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ACCORDING TO THE LAWS OF WHAT COUNTRY AM I MARRIED?

18
May
Category Updates

According to the laws of what country am I married?

 

In the absence of an Antenuptial Agreement, the proprietary consequences of a marriage are determined by the legal system of the country where the husband is domiciled at the time of the marriage.

 

What does this mean?

 

It means that the laws of the country that the husband regards as his permanent place of residence /domicile as at the time of the marriage (that is for example, the place he has to return to when his visa expires, or when his diplomatic appointment ends, or the employment contract ends, or the holiday comes to an end etc.) determines what laws apply to the marriage regardless of the nationality of the wife, or the actual location of the marriage.

 

So:

  • if a woman marries a British citizen in South Africa whilst he is out here on a 6 month sabbatical with the intention of both returning to the UK at the end of his sabbatical, the laws of the UK will be applicable to the marriage
  • The South African man on a work permit in the UK who marries a British, or Australian, or American girl in the UK will be married according to the laws of South Africa
  • The South African couple who meet and marry in Dubai whilst working there, are married according to the Laws of South Africa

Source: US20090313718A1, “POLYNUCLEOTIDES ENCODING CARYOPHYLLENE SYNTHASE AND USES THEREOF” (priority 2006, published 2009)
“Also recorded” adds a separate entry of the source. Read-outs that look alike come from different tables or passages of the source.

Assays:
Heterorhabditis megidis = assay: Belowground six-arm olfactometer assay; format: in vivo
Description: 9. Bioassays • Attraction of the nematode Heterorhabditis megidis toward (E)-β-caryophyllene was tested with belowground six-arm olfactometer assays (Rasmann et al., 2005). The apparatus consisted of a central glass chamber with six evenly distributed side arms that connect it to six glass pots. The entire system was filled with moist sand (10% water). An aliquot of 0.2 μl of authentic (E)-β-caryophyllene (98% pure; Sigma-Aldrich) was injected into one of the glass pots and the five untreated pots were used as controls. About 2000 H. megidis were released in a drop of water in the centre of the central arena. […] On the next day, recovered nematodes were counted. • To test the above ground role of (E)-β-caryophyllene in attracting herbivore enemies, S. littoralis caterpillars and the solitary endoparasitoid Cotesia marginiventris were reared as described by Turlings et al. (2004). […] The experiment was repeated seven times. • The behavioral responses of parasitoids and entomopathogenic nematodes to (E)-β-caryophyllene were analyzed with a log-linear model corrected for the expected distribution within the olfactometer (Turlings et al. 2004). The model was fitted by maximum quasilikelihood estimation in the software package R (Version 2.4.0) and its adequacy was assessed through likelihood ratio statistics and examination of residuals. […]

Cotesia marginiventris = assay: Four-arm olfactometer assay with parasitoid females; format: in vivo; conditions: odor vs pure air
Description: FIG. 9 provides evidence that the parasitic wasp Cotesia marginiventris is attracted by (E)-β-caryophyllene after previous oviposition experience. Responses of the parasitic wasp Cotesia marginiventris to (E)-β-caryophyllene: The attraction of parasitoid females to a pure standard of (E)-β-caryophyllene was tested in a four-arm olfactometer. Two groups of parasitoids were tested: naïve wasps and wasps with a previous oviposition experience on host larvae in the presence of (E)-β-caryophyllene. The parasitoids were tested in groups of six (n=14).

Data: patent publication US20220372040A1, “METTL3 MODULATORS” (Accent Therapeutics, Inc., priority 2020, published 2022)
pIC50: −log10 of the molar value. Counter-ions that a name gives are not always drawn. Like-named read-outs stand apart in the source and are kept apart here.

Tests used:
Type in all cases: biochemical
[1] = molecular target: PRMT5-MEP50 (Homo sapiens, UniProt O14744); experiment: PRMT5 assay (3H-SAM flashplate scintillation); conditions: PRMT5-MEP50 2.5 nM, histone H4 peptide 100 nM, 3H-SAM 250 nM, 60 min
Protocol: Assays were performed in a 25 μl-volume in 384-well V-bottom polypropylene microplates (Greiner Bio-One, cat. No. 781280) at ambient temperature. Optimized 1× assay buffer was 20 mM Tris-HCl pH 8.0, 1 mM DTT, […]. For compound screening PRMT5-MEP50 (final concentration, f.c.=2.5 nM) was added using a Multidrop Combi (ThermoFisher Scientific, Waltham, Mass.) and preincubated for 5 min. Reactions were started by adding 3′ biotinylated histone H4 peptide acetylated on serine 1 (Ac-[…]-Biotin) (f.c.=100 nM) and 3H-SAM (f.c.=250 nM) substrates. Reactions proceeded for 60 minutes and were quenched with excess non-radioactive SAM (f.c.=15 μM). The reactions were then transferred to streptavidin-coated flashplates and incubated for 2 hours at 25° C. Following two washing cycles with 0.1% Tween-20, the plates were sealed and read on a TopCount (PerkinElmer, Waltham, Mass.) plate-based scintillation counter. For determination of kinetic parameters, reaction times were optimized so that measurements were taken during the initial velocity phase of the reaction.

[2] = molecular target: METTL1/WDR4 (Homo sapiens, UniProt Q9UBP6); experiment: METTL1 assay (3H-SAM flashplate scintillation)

• The South African woman who marries her New Zealander husband whilst on holiday in the Seychelles, is married according to the Laws of New Zealand

 

It does not matter that after the marriage the intentions of where a couple will reside change, the laws applicable to the marriage will always be the laws of the country of the husband’s domicile at the time of the marriage.

 

Straightforward right?  But what about same sex unions??

 

Section 13 of the Civil Union Act that extends the legal rights, privileges, and duties of marriage to same sex couples. Subsection (1) states that “The legal consequences of a marriage contemplated in the Marriage Act apply …to a civil union” and subsection (2) provides that “…any reference to … husband, wife or spouse in any other law, including the common law, includes a civil union partner.”

So, for purposes of determining the law applicable to a same sex union we also need to look at the domicile of the husband at the time of the marriage… But how can this be done?

This is unfortunately one of the absurdities that results from section 13 of the Civil Union Act where very little attention has been given to the practical issues raised by the extension of the legal consequences of marriage to same-sex civil union partners.

 

Imagine that a South African woman enters a civil union with a British woman in Italy and they do not conclude an Antenuptial Agreement. What law applies to their marriage? South African Law or the Law of the UK? Common sense dictates that after interviewing the parties a decision based on the doctrine of convenience would have to be reached. Factors such as where and on what basis the couple were living immediately prior to the union, and where they took up residence immediately after the union, would be considered.

 

Article by Maria Davey

 

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